As it turns out, the book version of Jason Statham's upcoming movie "The Meg" is a fantasy, and the reason why has nothing to do with giant sharks. While we all wait for a movie that's climactic scene will inevitably be a 50-year-old man pretending he's a 30-year-old man kicking a shark in the face, some people have looked at the book that the script is based on, and it just might be amazing.
Here's a reminder: Author Steve Alten didn't just write a book called "Meg." He wrote a series called "Meg," which is based on a surviving prehistoric shark, the megalodon. Alten has a master's degree in sports medicine, by the way, plus a doctorate in sports administration, so this is either the best or most irresponsible use of those degrees. Note: There is no degree for archaeology or paleobiology here.
Extremely Stefan from SNL voice: "This book has everything. A prehistoric shark, overdue bills, an angry teenage daughter, whale beachings, and Pat Burrell."
Okay, I know that you have about a billion questions here, because I definitely know that I do. So what I'm going to do is go excerpt by excerpt (hat tip to Cole Kuiper for pointing these out on Twitter) to see if I can unpack this nonsense. Hint: Probably not.
MEG: PRIMAL WATERS
Subtle. Got it.
"--every Giants late-August home game more than a decade ago when Barry Bonds surpassed Hank Aaron's long-held record of 755 career home runs. When Bonds finally did catch Aaron, it was on the road, disappointing the Bay Area crowd."
Some much-needed exposition for the non-baseball crowd reading "Meg." It appears that Alten is going to have a fictional player break Barry Bonds' controversial home run record. Only this time, it will be a visitor in AT&T Park. Looks like the San Francisco crowd will be disappointed once again.
"Now, with Philadelphia Phillies slugger Pat Burrell closing in on Bonds's record, the San Franciscans are arriving in droves. Some to cheer, most to boo, all wanting to be a part of baseball history.
"The boaters in McCovey Cove want something more."
Wait -- WHAT?! You have the baseball world at your fingertips, and you chose Pat Freaking Burrell?! Why? Keep in mind, "Primal Waters" was published in 2004. At this point, Burrell had been in the league for four years and hit 103 home runs, an average of 26 per season. Now, that's hardly a bad rate. I'm not going to sully Pat Burrell's good name, he has a well-earned spot on the Phillies' Wall of Fame, and I'm sure he's a great guy.
With that being said, I don't think most people look at those numbers and go "this guy, this guy is going to break a record." Weirdly, Burrell finished his career at 292 home runs -- with the Giants. So maybe Alten's crystal ball was a little dusty the day he put pen to paper.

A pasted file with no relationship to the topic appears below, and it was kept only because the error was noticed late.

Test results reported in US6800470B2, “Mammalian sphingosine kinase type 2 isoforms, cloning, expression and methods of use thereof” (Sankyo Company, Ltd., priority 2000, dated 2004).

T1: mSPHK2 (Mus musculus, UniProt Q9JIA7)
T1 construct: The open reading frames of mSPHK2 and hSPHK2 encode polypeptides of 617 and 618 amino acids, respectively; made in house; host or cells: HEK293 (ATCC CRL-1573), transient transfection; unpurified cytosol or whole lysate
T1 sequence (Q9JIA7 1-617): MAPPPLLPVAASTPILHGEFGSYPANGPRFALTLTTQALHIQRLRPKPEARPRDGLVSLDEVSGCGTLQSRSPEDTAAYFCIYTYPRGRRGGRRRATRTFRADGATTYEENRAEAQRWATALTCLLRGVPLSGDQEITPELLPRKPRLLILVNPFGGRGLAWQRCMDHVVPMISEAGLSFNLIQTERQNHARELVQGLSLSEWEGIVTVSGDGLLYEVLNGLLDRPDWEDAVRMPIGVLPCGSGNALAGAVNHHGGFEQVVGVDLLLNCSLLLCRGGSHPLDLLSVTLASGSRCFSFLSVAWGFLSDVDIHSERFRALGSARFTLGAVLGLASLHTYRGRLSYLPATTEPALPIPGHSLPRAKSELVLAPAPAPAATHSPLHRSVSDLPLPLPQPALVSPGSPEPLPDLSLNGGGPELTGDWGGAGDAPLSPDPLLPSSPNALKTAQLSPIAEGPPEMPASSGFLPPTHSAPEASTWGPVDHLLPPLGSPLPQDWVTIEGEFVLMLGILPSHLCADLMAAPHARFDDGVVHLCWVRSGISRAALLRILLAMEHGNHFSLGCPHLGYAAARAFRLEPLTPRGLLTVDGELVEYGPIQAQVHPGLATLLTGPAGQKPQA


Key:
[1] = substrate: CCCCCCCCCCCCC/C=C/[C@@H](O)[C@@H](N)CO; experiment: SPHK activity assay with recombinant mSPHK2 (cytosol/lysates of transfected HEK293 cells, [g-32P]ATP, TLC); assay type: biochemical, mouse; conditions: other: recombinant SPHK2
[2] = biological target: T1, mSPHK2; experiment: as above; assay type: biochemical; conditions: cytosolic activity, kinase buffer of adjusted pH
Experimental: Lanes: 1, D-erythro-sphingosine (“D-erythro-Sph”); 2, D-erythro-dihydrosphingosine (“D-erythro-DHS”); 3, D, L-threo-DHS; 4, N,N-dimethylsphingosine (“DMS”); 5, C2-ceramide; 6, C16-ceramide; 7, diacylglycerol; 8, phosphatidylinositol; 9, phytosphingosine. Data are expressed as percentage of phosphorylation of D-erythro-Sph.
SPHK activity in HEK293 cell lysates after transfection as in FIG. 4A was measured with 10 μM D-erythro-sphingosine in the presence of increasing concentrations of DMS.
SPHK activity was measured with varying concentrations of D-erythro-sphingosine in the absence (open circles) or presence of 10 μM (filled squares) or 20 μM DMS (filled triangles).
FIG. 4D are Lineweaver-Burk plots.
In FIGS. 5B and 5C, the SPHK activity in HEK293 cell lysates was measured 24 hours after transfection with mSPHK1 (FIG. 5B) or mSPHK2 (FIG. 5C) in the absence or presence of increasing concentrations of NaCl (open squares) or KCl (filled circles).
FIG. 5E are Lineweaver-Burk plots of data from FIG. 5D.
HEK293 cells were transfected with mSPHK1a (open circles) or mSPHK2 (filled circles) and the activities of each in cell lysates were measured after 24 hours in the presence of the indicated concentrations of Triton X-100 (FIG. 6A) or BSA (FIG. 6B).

"The chaos below creates a massive domino effect as hundreds of tightly packed watercraft are lifted and bashed against one another as if caught in a powerful eddy. For a moment the baseball game is completely forgotten as irate boaters yell and scream and threaten one another, all unaware of the ominous presence still circling beneath their vessels, feeding on the remains of the Great White.
"The sound of the Pac Bell crowd restores order as Pat Burrell comes to bat in the fourth inning."
Steve, buddy, just make it bottom of the ninth two outs down three with the bases loaded in a play-in playoff game. Making it the fourth inning doesn't make this any more organic. Also, this is the third book in the "Meg" series, how are people still unaware of the dinosaur shark underneath them?
"Ronald readies his fishing net.
"Sue and Spencer emerge from below, the couple holding hands as the radio blares: '....Jackson takes his lead off first, and here's the two strike pitch to Burrell...'
"'And there's a long fly ball to deep right field ... Perry Meth is way back ... he's at the warning track ... and that ball is outta here! A two-run monster shot for Pat Burrell, who has just become baseball's all-time leading home run leader! Wow."
First thing's first, and I hate to be grammar guy, but all-time leading home run leader huh? Second of all, I absolutely love when baseball announcers' calls get written out, because they're always amazing. Like the guy that just watched Pat Burrell break the home run record would just respond "wow." I know that you need to make the announcers stereotypes -- Baseball fans aren't your target audience. But in that case, explain this entire scene to me.
"'Sweet Jesus ... it's like a human smorgasbord out there.' Mac grabs David's arm. 'Come on!'
"They race down the aisle, heading for the parking lot, leaving behind the shrieking crowd and the thundering helicopters and the home run music still blasting from a thousand speakers, and the stunned commissioner of Major League Baseball, who stands in horror in his skybox seat, wondering if he should call the game an inning before it becomes official."
To be quite honest, that commissioner quip might redeem this entire passage. Like he's just watching this shark that was apparently super triggered by a Pat Burrell home run going "man, should I call this game?" Also, home run music. I can only assume that that shark tore up to the surface going "BARRY BONDS' HOME RUN RECORD IS NOT STAINED THE COMPETITIVE FIELD WAS LEVEL AND EVEN BEFORE HIS QUESTIONABLE SIZE INCREASE HE WAS ON A RECORD PACE!"
Anyways, I'm buying tickets to this for a midnight showing, but if 41-year-old Pat Burrell doesn't come on-screen I'm demanding my money back.